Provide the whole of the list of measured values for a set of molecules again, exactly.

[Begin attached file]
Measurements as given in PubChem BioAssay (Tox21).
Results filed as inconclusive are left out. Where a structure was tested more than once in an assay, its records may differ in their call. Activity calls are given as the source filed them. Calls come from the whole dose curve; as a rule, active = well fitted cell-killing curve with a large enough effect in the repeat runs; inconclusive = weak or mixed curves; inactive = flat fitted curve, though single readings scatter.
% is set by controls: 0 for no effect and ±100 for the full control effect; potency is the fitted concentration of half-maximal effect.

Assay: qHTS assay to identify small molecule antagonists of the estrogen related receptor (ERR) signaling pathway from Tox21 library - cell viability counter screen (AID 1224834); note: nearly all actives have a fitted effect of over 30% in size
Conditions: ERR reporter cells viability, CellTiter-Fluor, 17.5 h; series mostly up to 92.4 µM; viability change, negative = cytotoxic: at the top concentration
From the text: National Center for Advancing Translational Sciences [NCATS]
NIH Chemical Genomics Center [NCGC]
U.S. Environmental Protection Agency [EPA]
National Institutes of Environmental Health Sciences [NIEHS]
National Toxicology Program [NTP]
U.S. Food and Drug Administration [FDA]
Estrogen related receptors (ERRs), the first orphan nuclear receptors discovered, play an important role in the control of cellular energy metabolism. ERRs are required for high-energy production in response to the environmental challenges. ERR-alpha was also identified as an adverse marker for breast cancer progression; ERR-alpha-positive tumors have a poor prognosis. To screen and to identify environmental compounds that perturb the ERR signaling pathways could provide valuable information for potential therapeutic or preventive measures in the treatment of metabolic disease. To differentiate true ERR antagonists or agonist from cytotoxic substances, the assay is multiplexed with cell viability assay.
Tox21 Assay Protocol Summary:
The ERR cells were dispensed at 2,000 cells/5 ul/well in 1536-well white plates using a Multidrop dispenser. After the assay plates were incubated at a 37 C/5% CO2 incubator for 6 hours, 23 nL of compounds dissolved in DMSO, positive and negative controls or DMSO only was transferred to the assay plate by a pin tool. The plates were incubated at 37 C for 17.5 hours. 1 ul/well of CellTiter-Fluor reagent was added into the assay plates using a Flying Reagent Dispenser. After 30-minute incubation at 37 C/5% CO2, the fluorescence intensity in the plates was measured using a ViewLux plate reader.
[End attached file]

Measurements as given in PubChem BioAssay (Tox21).
Results filed as inconclusive are left out. Where a structure was tested more than once in an assay, its records may differ in their call. Activity calls are given as the source filed them. Calls come from the whole dose curve; as a rule, active = well fitted cell-killing curve with a large enough effect in the repeat runs; inconclusive = weak or mixed curves; inactive = flat fitted curve, though single readings scatter.
% is set by controls: 0 for no effect and ±100 for the full control effect; potency is the fitted concentration of half-maximal effect.

Assay: qHTS assay to identify small molecule antagonists of the estrogen related receptor (ERR) signaling pathway from Tox21 library - cell viability counter screen (AID 1224834); note: nearly all actives have a fitted effect of over 30% in size
Conditions: ERR reporter cells viability, CellTiter-Fluor, 17.5 h; series mostly up to 92.4 µM; viability change, negative = cytotoxic: at the top concentration
From the text: National Center for Advancing Translational Sciences [NCATS]
NIH Chemical Genomics Center [NCGC]
U.S. Environmental Protection Agency [EPA]
National Institutes of Environmental Health Sciences [NIEHS]
National Toxicology Program [NTP]
U.S. Food and Drug Administration [FDA]
Estrogen related receptors (ERRs), the first orphan nuclear receptors discovered, play an important role in the control of cellular energy metabolism. ERRs are required for high-energy production in response to the environmental challenges. ERR-alpha was also identified as an adverse marker for breast cancer progression; ERR-alpha-positive tumors have a poor prognosis. To screen and to identify environmental compounds that perturb the ERR signaling pathways could provide valuable information for potential therapeutic or preventive measures in the treatment of metabolic disease. To differentiate true ERR antagonists or agonist from cytotoxic substances, the assay is multiplexed with cell viability assay.
Tox21 Assay Protocol Summary:
The ERR cells were dispensed at 2,000 cells/5 ul/well in 1536-well white plates using a Multidrop dispenser. After the assay plates were incubated at a 37 C/5% CO2 incubator for 6 hours, 23 nL of compounds dissolved in DMSO, positive and negative controls or DMSO only was transferred to the assay plate by a pin tool. The plates were incubated at 37 C for 17.5 hours. 1 ul/well of CellTiter-Fluor reagent was added into the assay plates using a Flying Reagent Dispenser. After 30-minute incubation at 37 C/5% CO2, the fluorescence intensity in the plates was measured using a ViewLux plate reader.